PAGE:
Questions were offered by Mark Stokes, Eric McVadon, and Parris Chang among others. One of the more interesting questions came from a representative of the Formosan Association for Public Affairs, who pointed out the strategic importance of Taiwan due to its proximity to sea lanes vital to South Korea and Japan. The answer came that if the waterways are important to those countries, let them defend it. In response to a similar question that followed, Mr. Bush commented that adopting Carpenter's advice would likely profoundly effect the alliance between the US and Japan. Mr. Prestowitz countered that the Japanese have never understood the American commitment to Taiwan, pointing out that they would much prefer America focusing its defensive efforts on their island.

In a query sure to warm the hearts of Michael Turton and others, Eric McVadon of the Institute for Foreign Policy Analysis asked if the oft-discussed offer of arms to Taiwan in 2001 (diesel submarines, anti-submarine patrol aircraft, and missile defense batteries) represented the best package of weapons for Taiwanese defense needs. Carpenter responded that while diesel submarines might not be the best use of defense dollars, the KMT has not accepted a downsized package either but seems content to simply stonewall the entire package.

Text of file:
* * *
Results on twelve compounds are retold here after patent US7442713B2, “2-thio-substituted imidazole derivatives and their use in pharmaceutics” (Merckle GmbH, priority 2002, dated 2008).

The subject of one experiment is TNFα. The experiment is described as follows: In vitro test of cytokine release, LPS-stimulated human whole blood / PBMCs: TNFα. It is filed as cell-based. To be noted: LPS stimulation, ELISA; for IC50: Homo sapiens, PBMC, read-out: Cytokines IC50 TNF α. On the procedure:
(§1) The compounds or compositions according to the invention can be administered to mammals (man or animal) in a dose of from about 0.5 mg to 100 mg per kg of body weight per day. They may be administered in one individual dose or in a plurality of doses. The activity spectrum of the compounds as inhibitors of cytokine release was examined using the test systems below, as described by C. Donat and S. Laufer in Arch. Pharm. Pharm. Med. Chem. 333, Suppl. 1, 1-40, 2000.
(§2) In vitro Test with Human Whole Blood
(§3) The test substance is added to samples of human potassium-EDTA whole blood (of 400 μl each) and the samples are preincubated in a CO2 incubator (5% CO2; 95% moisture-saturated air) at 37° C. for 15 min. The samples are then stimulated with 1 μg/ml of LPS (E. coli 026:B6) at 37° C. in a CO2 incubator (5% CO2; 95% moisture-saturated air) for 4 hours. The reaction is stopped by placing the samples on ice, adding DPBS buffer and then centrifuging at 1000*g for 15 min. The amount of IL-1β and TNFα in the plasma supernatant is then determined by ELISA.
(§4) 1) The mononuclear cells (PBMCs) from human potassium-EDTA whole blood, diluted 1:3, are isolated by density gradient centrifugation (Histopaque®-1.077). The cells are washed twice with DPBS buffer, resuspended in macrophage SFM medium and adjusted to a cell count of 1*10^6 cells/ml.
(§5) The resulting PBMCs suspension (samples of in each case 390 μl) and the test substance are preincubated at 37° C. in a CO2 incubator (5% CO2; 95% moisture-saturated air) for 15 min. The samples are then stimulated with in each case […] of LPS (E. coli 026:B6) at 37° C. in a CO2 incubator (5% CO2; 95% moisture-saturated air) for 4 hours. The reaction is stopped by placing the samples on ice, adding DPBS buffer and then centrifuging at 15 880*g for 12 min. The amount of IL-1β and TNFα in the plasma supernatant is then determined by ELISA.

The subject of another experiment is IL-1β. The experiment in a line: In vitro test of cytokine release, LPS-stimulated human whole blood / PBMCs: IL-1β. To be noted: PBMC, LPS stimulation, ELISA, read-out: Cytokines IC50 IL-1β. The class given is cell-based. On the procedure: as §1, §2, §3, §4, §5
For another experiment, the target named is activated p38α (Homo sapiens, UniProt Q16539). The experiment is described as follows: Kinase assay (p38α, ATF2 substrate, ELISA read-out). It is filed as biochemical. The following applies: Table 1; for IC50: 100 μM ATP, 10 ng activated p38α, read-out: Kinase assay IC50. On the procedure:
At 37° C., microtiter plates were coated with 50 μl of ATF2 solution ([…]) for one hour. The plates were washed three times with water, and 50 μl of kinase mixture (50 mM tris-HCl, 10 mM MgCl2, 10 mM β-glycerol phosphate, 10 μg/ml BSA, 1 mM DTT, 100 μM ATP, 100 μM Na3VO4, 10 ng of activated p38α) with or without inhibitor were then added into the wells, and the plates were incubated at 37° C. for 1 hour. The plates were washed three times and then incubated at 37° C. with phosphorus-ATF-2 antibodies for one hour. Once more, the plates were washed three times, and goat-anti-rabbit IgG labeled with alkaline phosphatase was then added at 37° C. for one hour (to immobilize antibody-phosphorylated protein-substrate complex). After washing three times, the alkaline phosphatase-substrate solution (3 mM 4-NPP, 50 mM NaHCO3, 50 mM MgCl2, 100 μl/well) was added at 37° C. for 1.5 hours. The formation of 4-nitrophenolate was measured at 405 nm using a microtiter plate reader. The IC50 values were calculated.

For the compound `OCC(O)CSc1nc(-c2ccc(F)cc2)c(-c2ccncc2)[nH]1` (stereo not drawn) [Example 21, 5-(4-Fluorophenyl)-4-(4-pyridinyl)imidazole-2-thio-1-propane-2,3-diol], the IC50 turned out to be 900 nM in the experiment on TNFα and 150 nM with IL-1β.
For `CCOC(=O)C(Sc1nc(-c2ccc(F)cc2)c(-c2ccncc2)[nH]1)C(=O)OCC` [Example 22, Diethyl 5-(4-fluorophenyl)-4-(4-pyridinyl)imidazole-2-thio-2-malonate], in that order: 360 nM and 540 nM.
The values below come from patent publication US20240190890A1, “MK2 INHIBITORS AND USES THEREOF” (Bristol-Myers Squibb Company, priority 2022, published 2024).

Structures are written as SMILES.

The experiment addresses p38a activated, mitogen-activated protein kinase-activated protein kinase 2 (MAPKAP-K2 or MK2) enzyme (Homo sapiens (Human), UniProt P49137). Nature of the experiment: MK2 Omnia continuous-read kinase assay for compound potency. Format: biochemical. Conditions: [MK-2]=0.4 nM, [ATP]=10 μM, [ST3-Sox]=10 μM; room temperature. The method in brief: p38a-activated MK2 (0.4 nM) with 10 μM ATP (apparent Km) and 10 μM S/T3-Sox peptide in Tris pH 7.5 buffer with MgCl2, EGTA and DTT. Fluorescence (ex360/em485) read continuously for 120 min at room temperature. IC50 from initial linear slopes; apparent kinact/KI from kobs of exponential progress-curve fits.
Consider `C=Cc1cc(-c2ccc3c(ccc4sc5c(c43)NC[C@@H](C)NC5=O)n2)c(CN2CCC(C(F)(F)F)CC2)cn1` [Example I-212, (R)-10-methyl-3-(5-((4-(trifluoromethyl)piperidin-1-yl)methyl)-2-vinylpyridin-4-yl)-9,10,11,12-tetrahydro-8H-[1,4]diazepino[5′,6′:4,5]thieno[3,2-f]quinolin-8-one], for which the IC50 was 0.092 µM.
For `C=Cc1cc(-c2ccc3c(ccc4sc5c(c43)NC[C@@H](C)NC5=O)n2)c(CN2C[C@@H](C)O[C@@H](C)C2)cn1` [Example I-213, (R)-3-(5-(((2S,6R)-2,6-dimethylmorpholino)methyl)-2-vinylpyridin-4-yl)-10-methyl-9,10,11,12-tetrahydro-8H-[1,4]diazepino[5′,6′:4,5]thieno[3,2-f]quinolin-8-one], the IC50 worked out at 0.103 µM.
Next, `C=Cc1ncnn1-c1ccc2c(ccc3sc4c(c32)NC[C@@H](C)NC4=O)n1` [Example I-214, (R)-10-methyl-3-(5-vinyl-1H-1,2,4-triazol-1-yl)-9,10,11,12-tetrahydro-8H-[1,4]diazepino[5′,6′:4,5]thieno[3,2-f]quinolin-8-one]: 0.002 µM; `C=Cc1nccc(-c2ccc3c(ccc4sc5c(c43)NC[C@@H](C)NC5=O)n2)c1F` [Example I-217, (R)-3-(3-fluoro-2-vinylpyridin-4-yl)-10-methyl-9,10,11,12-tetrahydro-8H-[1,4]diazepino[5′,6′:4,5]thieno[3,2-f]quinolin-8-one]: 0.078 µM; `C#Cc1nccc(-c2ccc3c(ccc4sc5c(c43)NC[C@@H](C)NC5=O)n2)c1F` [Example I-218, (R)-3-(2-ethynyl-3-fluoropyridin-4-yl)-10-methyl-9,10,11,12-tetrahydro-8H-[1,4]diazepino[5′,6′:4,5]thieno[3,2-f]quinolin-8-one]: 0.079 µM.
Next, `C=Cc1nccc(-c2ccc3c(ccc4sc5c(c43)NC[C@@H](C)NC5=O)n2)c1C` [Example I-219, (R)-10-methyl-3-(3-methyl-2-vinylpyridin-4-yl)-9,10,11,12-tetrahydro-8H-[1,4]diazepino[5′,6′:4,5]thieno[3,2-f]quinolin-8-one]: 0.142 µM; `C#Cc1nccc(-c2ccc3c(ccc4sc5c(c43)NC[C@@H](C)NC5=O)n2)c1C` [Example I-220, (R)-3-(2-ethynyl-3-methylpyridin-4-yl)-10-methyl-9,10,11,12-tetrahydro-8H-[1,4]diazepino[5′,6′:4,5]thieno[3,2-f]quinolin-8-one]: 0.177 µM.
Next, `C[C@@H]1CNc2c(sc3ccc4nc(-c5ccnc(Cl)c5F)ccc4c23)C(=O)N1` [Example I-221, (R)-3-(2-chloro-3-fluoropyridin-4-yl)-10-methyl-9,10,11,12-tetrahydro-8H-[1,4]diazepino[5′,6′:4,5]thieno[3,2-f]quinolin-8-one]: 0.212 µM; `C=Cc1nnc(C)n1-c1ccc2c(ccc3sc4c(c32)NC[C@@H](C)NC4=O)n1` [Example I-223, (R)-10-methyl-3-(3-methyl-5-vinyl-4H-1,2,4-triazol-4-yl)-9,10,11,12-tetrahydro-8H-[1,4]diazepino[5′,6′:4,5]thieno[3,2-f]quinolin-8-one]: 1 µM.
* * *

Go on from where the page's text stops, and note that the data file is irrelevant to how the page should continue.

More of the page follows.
Parris Chang accused Carpenter of unfairly placing blame for the friction between China and the US at the feet of Taiwan, asking if the panelists felt that all disagreements between the two powers would disappear in Taiwan's absence. He also commented that Taiwan was not the provocateur in the matter as it is China pointing 800 missiles at Taiwan, not the other way around. Because his sentiments were worded as statements more than questions, his concerns went largely unanswered by the panelists.

Carpenter's conclusion that America should abandon its security guarantee to Taiwan is not surprising considering his position as the Vice President for Defense and Foreign Policy Studies at the Cato Institute, a libertarian think tank. Libertarians tend to favor cutting of security guarantees and adopting a foreign policy of "restraint," which is to say a military retrenchment like the one advocated in Dr. Eugene Gholz's "Come Home America" (International Security, Spring 1997). The problem with this policy is the same today as when George McGovern first proposed it, the American people will not accept an amoral foreign policy. From a purely Realist position, accommodating the rising superpower might be wise and offering up Taiwan would be accommodation par excellance. There is little support in the American collective heart, however, for giving up on the 23 million free people of Taiwan. America claims to stand for the promotion of democracy and liberal institutions. While sometimes America has retreated from its vanguard position in the name of Realpolitik, surrendering Taiwan to a rising China would be a bridge too far. As long as there is support in America for a foreign policy based on more than pure self-interest, there will be support for assisting Taiwan in its defense.